The values crowd rewarded Romney with a first-place finish in their straw poll: 27.6% of the vote.
Former Governor Huckabee came in a razor-thin second with 27.1% of the vote. What amazes is that Huckabee, a fire-and-brimstone Southern Baptist preacher, only came in second. This would appear to point to a measure of political pragmatism on the part of the values crowd; they know that Huckabee hasn't a snowball's chance in Hades, and would rather give an edge -- no matter how slight -- to a candidate who may have a chance of winning . . . just so long as his name isn't Rudolph Giuliani.
The rest of the tabulation saw Texas Representative Ron Paul -- an orthodox Libertarian -- coming in third with 15%, followed by former Tennessee Senator Fred Thompson [9.8%], and Mayor Giuliani [1.8%].
Rounding out the field, Senator McCain came in dead last with less than 1% of the vote.
Up till about a generation ago, those currently identifying themselves as "values voters" tended to stay the hell away from politics. For the most part, they saw their most basic more moral concerns were better addressed and better served by preachers, not politicians. Then came the Supreme Court's Roe v Wade decision, which legalized abortion and freed the voter-rich genie from the bottle of Christian parochialism. Prodded and organized by such champions as Paul Weyrich, Phyllis Schlafly, the Rev. Donald Wilmon and Brent Bozell, the Christian Right -- as it was originally called -- started to become a homogeneous political powerhouse within the Republican Party.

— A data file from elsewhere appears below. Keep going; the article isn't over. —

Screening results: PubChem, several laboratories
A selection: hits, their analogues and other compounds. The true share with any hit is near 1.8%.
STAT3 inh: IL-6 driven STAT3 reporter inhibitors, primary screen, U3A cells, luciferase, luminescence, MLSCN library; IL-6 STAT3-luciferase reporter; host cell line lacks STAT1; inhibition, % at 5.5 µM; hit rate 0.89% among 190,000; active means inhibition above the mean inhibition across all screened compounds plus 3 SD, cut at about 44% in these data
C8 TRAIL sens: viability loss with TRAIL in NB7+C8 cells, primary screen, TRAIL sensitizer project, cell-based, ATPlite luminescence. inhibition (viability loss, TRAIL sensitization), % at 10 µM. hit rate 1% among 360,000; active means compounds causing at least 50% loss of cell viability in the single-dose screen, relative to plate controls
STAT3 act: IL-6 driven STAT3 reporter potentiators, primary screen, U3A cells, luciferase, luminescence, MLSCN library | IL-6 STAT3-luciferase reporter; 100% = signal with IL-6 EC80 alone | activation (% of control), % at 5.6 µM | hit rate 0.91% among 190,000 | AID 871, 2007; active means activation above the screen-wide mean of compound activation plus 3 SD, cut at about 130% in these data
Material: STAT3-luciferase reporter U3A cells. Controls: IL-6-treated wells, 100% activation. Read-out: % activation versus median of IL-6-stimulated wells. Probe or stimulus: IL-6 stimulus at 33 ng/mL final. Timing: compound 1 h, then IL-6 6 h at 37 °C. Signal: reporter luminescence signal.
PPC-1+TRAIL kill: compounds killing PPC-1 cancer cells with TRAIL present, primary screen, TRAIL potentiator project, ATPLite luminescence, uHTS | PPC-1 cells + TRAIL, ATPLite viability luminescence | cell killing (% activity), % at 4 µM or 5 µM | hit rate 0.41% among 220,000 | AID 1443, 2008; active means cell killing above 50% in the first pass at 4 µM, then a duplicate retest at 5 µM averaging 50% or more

Presidents Reagan, Bush '41 and Bush '43 -- indeed most Republicans -- ran up an increasingly large debt with those who now call themselves "values voters." The debt these voters accrued through their almost universal support, has been throwing off enormous dividends for more than a quarter of a century. From political appointments to their overwhelming support for core "values issues," Republicans have bent over backwards to keep the flock within their fold. The "values" of these "values voters" have become the "values" of the GOP.
Implied in all this, of course, is the frightening thought that those whose VALUES may differ have, in essence, no values at all.
Again, by a show of hands, who amongst us does not have a set of values? Still no hands? What do you think about that?
It is indeed difficult to over stress just how dangerous -- how patently malignant -- it is for one segment of society to believe that their standards, their values, are so firmly etched in stone as to be unquestionably, inerrantly, universal. America was founded and built upon a pedestal that proclaims E Pluribis Unum -- "Out of many comes one." It does not proclaim "One set of values for the many."
We do not find great fault with all those Republican hopefuls who see the need to trot out their religious or values bona fides; this is, after all, an election year, and all's fair in love, war, and elections. What we do find extraordinary fault with are all those who would inspect, reject and objectify anyone whose values may differ.
We are not all Christians.
We are not all Jews.
We are not all Muslims.
We are not all theists.
What we all are, are Americans, people who do have VALUES.
All those who agree, please raise your hand . . .
©2007, Kurt F. Stone